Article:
What is JavaScript Math tanh() Function

Javascript tanh() is a built-in static method of the Math library that accepts an argument and returns the hyperbolic tangent value.

To find the hyperbolic tangent value of a given argument in JavaScript, use the Math.tanh() method.

Syntax

Math.tanh(x)

Parameter(s)

The variable x, whose hyperbolic tangent value is to be determined.

Return Value

A number is the hyperbolic tangent value.

Polyfill

Polyfill is a code that can be used in place of this method for browsers that do not support the Javascript tanh() method.

Math.tanh = Math.tanh || function (x) {
  var a = Math.exp(x), b = Math.exp(-x);
  return a == Infinity ? 1 : b == Infinity ? -1 : (a - b) / (a + b);
};

See the following figure.

 

JavaScript Math tanh()

Note

  1. If the passed value is not a valid number, the method returns NaN.
  2. If the passed value is ±Infinity, the method returns ±1.
  3. If the passed value is ±0, the method returns the value that is passed.

Compatibility(Version and above)

  1. Google Chrome v38
  2. Firefox v25
  3. Edge v12
  4. Opera v25 
  5. Safari v8
  6. Android webview v38
  7. Chrome for Android v38
  8. Firefox for Android v25
  9. Opera for Android v25
  10. Safari on iOS v8
  11. Samsung Internet v3.0
  12. Node.js v0.12

Non-compatible with: Internet Explorer

JavaScript version: ECMAScript 6

Consider the following examples.

Javascript tanh() function example

See the following code.

// app.js

let a = 1;
let b = -1;
let c = 10;
let d = 4;
let e = -2;
let f = 2;

console.log(Math.tanh(a));
console.log(Math.tanh(b));
console.log(Math.tanh(c));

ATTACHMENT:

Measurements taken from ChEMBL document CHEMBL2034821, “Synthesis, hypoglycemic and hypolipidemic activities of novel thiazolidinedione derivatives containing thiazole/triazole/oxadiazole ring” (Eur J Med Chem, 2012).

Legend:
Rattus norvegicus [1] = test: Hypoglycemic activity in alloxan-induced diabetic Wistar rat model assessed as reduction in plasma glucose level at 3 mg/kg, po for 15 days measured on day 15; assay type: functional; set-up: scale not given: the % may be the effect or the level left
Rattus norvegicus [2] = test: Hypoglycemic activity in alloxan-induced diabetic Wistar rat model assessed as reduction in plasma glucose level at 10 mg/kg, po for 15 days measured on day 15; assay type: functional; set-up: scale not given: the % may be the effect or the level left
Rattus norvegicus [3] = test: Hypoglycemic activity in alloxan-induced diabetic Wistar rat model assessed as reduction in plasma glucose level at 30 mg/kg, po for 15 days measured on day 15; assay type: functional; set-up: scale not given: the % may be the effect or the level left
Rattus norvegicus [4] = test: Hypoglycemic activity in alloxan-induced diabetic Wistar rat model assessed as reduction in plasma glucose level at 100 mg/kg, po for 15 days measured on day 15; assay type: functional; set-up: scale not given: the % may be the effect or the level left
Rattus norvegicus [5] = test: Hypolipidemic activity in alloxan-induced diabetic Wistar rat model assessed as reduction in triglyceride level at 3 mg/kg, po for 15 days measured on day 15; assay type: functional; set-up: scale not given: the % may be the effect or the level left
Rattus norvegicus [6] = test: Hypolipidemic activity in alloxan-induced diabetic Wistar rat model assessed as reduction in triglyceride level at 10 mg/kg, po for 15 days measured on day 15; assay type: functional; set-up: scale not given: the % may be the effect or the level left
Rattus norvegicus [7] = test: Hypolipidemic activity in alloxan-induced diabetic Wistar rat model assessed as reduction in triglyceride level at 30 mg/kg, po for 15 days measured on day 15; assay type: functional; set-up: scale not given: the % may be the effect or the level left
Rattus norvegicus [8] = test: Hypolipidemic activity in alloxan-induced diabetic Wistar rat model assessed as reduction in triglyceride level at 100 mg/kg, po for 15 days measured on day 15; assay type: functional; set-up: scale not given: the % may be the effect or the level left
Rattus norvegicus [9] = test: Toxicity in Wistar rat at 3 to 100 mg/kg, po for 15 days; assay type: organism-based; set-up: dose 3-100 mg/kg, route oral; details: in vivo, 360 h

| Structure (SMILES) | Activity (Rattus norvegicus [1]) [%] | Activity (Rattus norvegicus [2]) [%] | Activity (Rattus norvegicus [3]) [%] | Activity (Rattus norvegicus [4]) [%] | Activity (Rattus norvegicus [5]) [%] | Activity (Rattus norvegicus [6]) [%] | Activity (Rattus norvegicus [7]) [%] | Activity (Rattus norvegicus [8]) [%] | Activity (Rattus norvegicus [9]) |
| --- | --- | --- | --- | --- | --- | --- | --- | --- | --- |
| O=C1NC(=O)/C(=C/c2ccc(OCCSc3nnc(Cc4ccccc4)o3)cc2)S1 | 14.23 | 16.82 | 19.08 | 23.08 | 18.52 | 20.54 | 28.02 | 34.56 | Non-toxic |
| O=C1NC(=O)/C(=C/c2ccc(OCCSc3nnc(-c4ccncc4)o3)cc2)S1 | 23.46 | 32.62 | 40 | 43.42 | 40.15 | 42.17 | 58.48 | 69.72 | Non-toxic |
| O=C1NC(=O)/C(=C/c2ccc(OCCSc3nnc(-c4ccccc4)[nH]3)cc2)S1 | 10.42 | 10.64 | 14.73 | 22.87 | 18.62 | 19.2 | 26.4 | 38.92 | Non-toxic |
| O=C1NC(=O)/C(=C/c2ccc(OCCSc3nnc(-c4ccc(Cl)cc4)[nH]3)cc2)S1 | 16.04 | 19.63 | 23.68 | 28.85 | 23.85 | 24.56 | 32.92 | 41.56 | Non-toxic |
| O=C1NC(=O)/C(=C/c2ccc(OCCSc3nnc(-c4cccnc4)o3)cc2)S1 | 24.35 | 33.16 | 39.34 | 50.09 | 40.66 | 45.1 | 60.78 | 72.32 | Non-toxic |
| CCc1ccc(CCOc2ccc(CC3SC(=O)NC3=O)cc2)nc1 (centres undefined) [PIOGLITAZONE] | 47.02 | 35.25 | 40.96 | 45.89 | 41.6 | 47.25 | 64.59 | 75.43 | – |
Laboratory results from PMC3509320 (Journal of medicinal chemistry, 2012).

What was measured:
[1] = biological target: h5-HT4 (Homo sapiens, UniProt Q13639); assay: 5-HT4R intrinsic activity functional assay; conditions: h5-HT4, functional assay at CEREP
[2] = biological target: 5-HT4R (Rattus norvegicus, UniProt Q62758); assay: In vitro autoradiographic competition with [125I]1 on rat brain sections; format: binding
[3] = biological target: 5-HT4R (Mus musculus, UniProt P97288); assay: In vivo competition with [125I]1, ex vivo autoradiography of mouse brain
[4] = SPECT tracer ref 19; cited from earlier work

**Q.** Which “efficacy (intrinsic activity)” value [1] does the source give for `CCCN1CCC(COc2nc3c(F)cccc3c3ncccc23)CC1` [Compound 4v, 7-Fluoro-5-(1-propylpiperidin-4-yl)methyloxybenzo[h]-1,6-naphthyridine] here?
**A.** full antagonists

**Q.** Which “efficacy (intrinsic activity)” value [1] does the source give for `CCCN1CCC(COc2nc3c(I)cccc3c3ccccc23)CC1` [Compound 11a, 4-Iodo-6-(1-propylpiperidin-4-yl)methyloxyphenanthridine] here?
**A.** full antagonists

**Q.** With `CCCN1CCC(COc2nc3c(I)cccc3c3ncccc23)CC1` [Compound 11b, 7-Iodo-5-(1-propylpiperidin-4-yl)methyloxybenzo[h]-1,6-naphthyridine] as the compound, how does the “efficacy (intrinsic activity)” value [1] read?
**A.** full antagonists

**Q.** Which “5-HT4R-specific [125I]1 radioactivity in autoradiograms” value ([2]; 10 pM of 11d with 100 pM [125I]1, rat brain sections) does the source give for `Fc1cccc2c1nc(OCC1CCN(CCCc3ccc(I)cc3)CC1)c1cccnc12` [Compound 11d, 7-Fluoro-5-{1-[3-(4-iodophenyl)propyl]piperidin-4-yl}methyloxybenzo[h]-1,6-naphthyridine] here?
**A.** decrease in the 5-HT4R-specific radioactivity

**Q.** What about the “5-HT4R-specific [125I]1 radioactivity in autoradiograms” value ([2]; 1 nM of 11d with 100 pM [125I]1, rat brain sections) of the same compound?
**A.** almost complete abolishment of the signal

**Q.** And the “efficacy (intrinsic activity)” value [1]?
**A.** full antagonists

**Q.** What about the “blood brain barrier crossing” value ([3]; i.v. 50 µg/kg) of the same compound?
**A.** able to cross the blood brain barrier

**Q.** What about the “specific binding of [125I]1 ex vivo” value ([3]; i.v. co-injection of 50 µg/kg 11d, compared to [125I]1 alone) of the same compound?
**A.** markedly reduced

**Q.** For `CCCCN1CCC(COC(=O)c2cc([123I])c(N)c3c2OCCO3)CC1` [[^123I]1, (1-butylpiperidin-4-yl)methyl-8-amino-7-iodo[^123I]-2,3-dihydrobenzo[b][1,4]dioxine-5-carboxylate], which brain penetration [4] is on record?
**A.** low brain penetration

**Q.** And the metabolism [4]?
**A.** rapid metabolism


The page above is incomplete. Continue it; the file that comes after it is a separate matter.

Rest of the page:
console.log(Math.tanh(d));
console.log(Math.tanh(e));
console.log(Math.tanh(f));

Output

node example1
0.7615941559557649
-0.7615941559557649
0.9999999958776927
0.999329299739067
-0.9640275800758169
0.9640275800758169

Example 2

The following example demonstrates cases where values other than valid numbers are passed.

// app.js

let a = "Hello, world";
let b;

console.log(Math.tanh(a));
console.log(Math.tanh(b));

Output

node example2
NaN
NaN

Example 3

The tanh() method cannot be used with complex arguments as only integer arguments are accepted.

// app.js


// Complex values cannot be passed as arguments as follows
// Since only integer arguments are accepted.


console.log(Math.tanh(2 + i));

Output

ReferenceError: i is not defined

Example 4

The following example demonstrates the situation when an infinite value is passed.

// app.js


let a = Infinity;
let b = -Infinity;


console.log(Math.tanh(a));
console.log(Math.tanh(b));

Output

node app
1
-1

Example 5

The following example demonstrates the situation when a positive or negative zero is passed.

// app.js

let a = 0;
let b = -0;


console.log(Math.tanh(a));
console.log(Math.tanh(b));

Output

node example5
0
-0

Example 6

The following example demonstrates the use of polyfill for this method.

// app.js

let a = 1;
let b = -1;
let c = 0;
let d = 10;
let e = Infinity;
let f = -Infinity;

function polyfill(x) {
  let a = Math.exp(x), b = Math.exp(-x);
  return a == Infinity ? 1 : b == Infinity ? -1 : (a - b) / (a + b);
}

console.log(Math.tanh(a));
console.log(Math.tanh(b));
console.log(Math.tanh(c));
console.log(Math.tanh(d));
console.log(Math.tanh(e));
console.log(Math.tanh(f));
console.log();


console.log(polyfill(a));
console.log(polyfill(b));
console.log(polyfill(c));
console.log(polyfill(d));
console.log(polyfill(e));
console.log(polyfill(f));

Output

node app
0.7615941559557649
-0.7615941559557649
0
0.9999999958776927
1
-1

0.7615941559557649
-0.7615941559557649
0
0.9999999958776926
1
-1

That’s it for this example.

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